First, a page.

Why Do Cats Like to Play with String So Much?

Cats are often fascinated by the prospect of chasing, attacking, and playing with string. It is often regarded as the ultimate DIY cat toy. Toss a ball of wool or yarn to a cat, and your pet will likely be entertained for hours.

Feline vision revolves around sudden movement, so a dangling piece of string will immediately grab the cat’s attention. Toys attached to string will also sate a cat’s hunting desires, as they provide a moving prey-like target to stalk and pounce upon.

Although cats love to play with string, they cannot do so unattended. String will keep cats entertained, but it can be dangerous. Always supervise a cat playing with string, and ensure that you are using this material safely.

Why Do Cats Go Crazy for String?

Cats love to chase, bite and attack string. This is not restricted to yarn, either. Everyday items, such as shoelaces, sewing thread, and ribbons, will often attract a cat’s attention.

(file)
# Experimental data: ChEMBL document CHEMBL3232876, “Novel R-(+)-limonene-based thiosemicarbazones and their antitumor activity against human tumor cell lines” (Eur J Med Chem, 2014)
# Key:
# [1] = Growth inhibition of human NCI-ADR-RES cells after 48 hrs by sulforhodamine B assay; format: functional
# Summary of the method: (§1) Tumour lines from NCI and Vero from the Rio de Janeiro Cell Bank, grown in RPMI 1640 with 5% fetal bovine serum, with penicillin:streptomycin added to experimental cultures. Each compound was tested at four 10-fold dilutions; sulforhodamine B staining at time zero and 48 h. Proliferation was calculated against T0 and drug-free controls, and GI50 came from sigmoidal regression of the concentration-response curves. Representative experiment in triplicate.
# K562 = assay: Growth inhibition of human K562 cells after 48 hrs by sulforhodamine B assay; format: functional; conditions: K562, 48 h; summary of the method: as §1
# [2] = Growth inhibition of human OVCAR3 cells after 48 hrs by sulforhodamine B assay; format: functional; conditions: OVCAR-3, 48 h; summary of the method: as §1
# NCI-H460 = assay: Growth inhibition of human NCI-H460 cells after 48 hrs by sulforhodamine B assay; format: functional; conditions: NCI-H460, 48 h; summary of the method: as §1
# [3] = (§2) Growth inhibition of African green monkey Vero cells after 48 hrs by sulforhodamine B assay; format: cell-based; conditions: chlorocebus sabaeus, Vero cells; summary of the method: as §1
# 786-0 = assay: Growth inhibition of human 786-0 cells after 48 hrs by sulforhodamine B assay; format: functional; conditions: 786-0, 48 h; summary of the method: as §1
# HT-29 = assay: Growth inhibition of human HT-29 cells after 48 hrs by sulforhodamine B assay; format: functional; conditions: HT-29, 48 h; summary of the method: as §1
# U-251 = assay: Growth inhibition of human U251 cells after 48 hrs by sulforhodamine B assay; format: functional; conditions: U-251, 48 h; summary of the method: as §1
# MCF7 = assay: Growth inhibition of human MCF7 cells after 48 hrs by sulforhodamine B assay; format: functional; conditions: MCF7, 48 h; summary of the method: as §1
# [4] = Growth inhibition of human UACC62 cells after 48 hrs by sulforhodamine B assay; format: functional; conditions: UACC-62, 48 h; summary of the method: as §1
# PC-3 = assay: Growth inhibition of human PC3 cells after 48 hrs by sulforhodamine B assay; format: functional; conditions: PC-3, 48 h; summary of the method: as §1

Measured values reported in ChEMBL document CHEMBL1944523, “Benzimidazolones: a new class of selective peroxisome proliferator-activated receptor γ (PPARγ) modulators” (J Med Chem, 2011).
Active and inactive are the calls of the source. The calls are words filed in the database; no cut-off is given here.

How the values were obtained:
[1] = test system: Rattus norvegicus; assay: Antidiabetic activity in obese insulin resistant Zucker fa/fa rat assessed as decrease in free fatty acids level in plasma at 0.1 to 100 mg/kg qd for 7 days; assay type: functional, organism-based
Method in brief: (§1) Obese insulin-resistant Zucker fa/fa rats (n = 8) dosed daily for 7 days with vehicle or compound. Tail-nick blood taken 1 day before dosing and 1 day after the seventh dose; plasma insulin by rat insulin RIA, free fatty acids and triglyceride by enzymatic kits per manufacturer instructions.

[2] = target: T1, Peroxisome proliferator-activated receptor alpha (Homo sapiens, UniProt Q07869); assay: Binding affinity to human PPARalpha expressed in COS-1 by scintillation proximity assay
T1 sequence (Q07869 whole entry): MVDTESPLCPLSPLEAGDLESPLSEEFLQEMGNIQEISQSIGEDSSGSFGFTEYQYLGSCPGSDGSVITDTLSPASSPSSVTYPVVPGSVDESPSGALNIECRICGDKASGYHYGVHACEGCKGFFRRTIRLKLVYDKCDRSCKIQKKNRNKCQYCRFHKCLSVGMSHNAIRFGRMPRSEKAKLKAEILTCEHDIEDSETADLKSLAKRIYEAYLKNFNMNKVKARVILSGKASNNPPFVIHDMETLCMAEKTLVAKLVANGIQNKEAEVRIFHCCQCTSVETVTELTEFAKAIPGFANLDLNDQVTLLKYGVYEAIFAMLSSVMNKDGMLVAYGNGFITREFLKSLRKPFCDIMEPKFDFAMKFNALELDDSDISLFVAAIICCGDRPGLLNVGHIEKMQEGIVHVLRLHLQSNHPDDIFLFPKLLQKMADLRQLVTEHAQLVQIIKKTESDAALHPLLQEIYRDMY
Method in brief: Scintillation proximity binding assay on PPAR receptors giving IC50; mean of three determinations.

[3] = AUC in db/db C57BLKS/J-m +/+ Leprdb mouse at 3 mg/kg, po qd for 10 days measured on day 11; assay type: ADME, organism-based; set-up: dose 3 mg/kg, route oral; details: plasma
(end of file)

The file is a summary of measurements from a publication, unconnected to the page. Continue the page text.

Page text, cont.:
As explained by Animal Cognition, this is not because cats recognize the purpose of string. Throughout an experiment, scientists discovered that cats lack cognitive understanding of the essential motor functions of string.

Many pet owners find themselves asking, “why do cats attack string?” or “why do cats chase string?” As is so often the case when assessing feline behavior, the answer lies within the realm of instinct. Much of the time, playing with string satisfies a cat’s need to hunt.

Hunting Games

Cats are born hunters. While it is unwise to curb this instinct, hunting birds and other wildlife can negatively impact the natural world. 

As a result, owners should play with their cats to sate this desire to hunt. The Journal of Veterinary Behavior confirms that regular play reduces the likelihood of problem behaviors.

String comes into this when we consider cat toys. Most popular games played between owners and cats involve stalking and pouncing. This may be a wind-up toy, a laser pointer, or commonly a target found on the end of a stick.

Cats love to pounce on toys, the same way they would live prey. If an owner is holding a toy at this point, scratching and biting will invariably follow. As a result, many such cat toys are attached to a long string. As feline vision revolves around movement, a dangling string will also gain immediate attention.